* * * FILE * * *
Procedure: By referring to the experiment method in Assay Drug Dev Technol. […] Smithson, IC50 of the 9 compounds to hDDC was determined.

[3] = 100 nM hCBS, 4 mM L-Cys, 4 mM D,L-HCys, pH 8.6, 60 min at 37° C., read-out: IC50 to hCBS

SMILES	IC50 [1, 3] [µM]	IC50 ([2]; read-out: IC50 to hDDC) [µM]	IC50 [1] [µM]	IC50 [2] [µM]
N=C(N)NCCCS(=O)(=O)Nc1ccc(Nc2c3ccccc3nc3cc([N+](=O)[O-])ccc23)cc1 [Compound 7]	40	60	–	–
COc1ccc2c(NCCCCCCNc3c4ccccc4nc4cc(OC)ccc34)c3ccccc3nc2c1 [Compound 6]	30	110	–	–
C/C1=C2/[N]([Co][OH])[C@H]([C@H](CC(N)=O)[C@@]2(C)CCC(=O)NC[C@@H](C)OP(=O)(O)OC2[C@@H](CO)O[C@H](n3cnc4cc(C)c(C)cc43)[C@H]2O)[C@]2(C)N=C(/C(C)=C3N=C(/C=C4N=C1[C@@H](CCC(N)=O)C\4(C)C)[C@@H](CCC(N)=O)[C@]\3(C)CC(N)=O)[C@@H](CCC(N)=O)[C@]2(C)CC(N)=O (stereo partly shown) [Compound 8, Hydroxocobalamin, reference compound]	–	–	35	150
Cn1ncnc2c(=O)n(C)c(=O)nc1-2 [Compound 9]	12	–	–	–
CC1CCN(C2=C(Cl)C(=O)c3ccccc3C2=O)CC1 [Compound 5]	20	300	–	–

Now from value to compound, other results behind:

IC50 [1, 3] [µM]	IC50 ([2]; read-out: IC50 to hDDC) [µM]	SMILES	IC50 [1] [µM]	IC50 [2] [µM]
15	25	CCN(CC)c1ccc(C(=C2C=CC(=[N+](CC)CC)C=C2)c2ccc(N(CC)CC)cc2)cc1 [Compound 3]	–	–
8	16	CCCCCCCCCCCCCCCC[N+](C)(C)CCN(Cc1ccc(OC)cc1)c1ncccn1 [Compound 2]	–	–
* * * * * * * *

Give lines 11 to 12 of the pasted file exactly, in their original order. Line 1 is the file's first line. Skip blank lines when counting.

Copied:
15	25	CCN(CC)c1ccc(C(=C2C=CC(=[N+](CC)CC)C=C2)c2ccc(N(CC)CC)cc2)cc1 [Compound 3]	–	–
8	16	CCCCCCCCCCCCCCCC[N+](C)(C)CCN(Cc1ccc(OC)cc1)c1ncccn1 [Compound 2]	–	–